We Do Need To Upgrade

I advocate that we should get a long life from our database platforms. In fact, I like to think about a 7-10 year lifetime for many of my database instances. That means I’ll get beyond the 5 year lifetime that Microsoft provides and move into the extended support. Actually, for most of my career, I’ve run instances without support and haven’t had issues. We invest a lot in databases, and I want companies to invest a lot because they are important. That means I need a good payback.

Microsoft should provide security patches for products throughout the Extended Support period, which means that I should be able to run SQL Server and Windows securely for 10 years. that probably stretches the lifetime, but certainly that gives me time after five years to begin planning and prepping for an upgrade.

The problems for many customers come when other vendors don’t bother to keep supporting older software and providing patches. Even if Microsoft releases a security fix for your OS, the vendor that makes software you run on top of Windows or SQL Server might not. That’s an issue, and it’s one that will become more of an issue as companies become reluctant to change software that works well.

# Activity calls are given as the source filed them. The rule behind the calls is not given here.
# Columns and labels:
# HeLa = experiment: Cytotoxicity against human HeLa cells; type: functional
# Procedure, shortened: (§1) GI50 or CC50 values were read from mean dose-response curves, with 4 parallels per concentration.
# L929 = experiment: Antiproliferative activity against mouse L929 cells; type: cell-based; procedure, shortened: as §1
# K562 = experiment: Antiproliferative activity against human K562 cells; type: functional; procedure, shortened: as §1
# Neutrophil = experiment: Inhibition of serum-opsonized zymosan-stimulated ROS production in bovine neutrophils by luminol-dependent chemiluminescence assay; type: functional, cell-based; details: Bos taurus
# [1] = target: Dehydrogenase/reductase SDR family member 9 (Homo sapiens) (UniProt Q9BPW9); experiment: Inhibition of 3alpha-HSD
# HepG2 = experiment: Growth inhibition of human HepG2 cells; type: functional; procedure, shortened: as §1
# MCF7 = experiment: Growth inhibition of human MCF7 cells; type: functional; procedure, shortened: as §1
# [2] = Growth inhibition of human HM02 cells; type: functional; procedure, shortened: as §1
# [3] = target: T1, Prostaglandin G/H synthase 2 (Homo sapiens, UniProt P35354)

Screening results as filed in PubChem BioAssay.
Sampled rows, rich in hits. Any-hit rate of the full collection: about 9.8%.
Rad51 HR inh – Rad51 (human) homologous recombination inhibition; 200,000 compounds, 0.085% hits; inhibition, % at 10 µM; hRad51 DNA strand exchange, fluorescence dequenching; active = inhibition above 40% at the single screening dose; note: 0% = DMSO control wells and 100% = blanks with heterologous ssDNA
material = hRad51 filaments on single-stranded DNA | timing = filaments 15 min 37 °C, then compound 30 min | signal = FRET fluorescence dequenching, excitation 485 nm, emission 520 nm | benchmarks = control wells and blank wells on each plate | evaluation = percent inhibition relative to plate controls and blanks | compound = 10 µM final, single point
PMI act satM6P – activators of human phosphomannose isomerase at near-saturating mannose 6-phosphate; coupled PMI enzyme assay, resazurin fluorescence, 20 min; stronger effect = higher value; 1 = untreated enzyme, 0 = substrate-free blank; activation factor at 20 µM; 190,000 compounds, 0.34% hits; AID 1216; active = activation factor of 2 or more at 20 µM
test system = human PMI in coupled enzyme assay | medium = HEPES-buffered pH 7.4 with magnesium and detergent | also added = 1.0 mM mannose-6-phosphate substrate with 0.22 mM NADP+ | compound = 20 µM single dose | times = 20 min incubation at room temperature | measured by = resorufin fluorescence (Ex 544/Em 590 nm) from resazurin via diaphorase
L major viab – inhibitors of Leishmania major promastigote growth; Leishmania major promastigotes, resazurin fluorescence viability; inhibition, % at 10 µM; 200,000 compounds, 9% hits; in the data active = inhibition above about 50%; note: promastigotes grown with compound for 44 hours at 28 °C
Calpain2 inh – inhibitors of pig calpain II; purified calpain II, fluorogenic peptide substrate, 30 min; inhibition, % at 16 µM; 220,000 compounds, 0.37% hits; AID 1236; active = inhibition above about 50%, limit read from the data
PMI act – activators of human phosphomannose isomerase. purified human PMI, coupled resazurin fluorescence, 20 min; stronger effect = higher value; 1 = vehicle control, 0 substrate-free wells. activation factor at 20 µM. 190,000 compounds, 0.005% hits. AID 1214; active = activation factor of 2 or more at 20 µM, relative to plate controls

This article shows that older ATM machines running XP and Windows 7 are having issues. Some of this is physical access, but some is related to issues in the OS. While Windows 7 should be getting patches, Windows XP is not and needs to be upgraded. In fact, I’d argue that any losses here should be born by ATM owners and not covered by insurance for not having upgraded their systems.

While I like to get as much time as I can from a system, it’s irresponsible to expect software to run without security patches being actively applied, which includes any upgrades from vendors. In some cases, this might be negligent by the companies doing so, especially for embedded systems. I don’t know that I want governments to force vendors to provide patches, but I’d like companies to write contracts that ensure that patches will exist for come lifetime of the products. In the event the company can’t provide patches (or certification), then they’d need to release their code as open source so that someone can provide a patch.

The world becomes more intertwined and dependent on computing, from things like convenience services or core systems. We can’t have those systems becoming more vulnerable because companies are unwilling to upgrade and vendors abandon older software. Some sort of compromise is needed to ensure that computer systems are protected from known vulnerabilities.

Steve Jones

About way0utwest

Editor, SQLServerCentral
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